Emily was surprised to find a tear in her eye. While her aunties and uncles all loved her dearly and she them, she found herself envious of Zach and the two parents who both wanted him. Arrival at the coffee shop allowed them to switch gears.
They ordered two regulars and found a table outside in the sun. Zach booted up his Mac and Em pulled her digital recorder from her backpack. She switched it on.
“Let me tell you about the scientific method. It is flat out one of the best tools ever invented by humanity as a way to gain knowledge and use our collective imagination. It’s right on up there with math, another tool, a system that we invented to describe nature quantitatively. Science depends on math in lots of ways, or at least our evaluation of data and the conclusions we reach depend on math. The stuff that we call science, this bunch of knowledge, is based on the statistical degree of probably that we can attach to the “truth” of our statements.”
The professor had a southern accent. Nothing too deep south, not Mobile or Valdosta, but a little bit of a twang. So far, Zach liked what she had to say. Emily turned off the device.
“It was kind of funny. The whole time she was talking, she was pacing back and forth and she had this pencil, and she kept dropping it.” She paused, smiled, went on. “So she’d like, have to stop her pacing and pick up the pencil, but she kept pacing, and kept dropping it and picking it up and dropping it until one guy just kind of lost it. She turned the recorder back on.
“What the fuck are you doing?” the guy shouted.
“Oh, this?” A pencil could be heard dropping onto a wooden podium. “A couple of things. First, can anyone tell me what empirical evidence is?”
“Kind of like you have to see it to believe it.” It was Em’s voice on the recorder.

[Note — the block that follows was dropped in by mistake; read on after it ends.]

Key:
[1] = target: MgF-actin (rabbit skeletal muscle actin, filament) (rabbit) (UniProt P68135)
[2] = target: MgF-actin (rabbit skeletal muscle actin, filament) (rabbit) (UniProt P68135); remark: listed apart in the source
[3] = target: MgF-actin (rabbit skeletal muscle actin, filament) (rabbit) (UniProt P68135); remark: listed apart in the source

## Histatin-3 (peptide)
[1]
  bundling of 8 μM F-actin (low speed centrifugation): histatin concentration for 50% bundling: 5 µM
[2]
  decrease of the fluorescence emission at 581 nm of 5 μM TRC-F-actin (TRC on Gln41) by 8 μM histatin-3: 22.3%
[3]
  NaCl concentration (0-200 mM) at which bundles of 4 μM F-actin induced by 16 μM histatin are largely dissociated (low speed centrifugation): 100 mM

“Kind of, yeah. Basically what I was doing with the pencil was to drive home the idea of my absolute certainty that the pencil was bloody well going to drop every time I let go of it. It’s not that I "believe" in gravity, it’s about experiential knowledge. Every time I’ve let go of anything ever, with the exception of a helium balloon, it has dropped to the ground. I don’t have to believe in the theory of gravity, because it’s just so certain based on my own senses and experience that I know it’s true. Newton figured out how to calculate gravitational relationships based on mass and distance.” The voice paused. “Gravitational relationships. I like that.” It paused for quite some time before going on. The room remained oddly quiet.
“At the same time, I didn’t need to do the math and understand the mechanisms involved to believe the truth of it. Now, on the other hand, the idea that a guy named Jonah was once ingested by a whale and survived for 3 days therein before being regurgitated back on the shore, that I have really, really significant doubts about. No empirical evidence I’ve ever seen or even read about tells me that such a thing is possible. In science, we like empirical evidence.”
“Now, that helium balloon, it might raise some questions in my mind, for sure. We’ll get back to that idea.”